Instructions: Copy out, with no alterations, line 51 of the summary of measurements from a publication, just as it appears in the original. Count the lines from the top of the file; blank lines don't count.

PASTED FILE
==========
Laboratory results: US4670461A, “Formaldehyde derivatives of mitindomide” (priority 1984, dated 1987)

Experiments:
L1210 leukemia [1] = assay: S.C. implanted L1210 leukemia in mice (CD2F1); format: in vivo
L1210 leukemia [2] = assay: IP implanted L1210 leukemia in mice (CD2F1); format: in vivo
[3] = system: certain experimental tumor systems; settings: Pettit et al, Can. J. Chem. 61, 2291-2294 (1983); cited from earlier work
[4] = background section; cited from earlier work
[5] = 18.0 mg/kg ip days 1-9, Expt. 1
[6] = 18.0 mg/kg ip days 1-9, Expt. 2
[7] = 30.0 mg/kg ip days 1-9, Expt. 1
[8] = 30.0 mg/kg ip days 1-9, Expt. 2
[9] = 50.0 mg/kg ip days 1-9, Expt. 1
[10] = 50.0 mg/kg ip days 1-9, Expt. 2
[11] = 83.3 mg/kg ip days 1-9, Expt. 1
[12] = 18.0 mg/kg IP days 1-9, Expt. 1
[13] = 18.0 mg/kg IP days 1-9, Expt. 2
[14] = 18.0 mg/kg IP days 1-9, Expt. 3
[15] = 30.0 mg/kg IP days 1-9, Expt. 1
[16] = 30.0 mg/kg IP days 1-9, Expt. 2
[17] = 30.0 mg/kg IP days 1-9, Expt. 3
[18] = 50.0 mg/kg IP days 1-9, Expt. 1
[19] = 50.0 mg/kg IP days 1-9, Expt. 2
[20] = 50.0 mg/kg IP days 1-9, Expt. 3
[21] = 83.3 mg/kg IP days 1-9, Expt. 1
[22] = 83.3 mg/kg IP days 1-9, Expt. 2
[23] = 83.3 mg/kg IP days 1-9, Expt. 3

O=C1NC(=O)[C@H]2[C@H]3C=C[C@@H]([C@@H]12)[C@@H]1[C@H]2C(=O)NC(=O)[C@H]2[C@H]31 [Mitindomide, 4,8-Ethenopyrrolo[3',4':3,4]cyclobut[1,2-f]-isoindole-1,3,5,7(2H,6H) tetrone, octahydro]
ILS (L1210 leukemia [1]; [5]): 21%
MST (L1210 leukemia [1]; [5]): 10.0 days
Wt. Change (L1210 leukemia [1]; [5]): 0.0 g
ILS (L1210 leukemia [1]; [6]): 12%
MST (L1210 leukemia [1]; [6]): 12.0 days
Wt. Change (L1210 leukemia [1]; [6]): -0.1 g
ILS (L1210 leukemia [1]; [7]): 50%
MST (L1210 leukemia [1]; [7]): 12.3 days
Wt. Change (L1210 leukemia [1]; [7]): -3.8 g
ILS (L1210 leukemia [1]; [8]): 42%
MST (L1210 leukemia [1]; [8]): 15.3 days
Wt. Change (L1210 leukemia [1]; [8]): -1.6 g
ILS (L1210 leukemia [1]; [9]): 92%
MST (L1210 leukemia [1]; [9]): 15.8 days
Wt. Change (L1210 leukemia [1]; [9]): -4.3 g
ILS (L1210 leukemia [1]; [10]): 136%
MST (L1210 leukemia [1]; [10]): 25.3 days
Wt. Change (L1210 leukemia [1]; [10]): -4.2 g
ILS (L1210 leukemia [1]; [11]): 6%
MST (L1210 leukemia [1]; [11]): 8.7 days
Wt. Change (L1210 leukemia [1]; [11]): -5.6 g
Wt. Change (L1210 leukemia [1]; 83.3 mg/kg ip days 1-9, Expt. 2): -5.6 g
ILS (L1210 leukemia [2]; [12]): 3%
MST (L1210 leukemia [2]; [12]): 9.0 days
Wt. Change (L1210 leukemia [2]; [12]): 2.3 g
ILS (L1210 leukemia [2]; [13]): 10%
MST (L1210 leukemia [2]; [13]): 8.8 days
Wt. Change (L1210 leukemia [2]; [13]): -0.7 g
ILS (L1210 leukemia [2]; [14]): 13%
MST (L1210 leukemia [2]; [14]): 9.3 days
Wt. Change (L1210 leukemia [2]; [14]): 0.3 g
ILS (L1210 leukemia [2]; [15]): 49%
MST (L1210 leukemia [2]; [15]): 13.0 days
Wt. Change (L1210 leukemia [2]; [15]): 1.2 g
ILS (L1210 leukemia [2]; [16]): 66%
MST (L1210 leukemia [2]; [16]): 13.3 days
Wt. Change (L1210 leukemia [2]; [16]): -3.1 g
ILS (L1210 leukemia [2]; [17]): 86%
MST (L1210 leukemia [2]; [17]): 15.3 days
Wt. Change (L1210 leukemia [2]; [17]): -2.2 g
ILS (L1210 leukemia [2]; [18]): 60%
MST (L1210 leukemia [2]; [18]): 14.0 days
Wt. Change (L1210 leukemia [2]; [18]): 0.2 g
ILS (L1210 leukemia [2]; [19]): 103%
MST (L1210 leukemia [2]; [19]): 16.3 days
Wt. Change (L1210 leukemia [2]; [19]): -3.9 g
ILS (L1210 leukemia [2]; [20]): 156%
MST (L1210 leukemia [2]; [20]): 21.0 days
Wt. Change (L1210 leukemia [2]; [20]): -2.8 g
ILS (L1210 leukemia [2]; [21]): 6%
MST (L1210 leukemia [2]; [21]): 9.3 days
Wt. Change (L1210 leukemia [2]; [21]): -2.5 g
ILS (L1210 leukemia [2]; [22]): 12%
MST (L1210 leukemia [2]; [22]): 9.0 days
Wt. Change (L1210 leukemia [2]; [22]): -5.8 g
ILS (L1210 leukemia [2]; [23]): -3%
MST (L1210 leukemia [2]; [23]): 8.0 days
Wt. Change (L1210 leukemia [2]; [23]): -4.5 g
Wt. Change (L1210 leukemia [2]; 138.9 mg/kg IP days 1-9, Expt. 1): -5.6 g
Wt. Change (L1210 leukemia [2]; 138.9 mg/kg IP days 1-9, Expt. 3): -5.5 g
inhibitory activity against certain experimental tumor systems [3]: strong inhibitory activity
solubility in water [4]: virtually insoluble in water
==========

Wt. Change (L1210 leukemia [2]; [12]): 2.3 g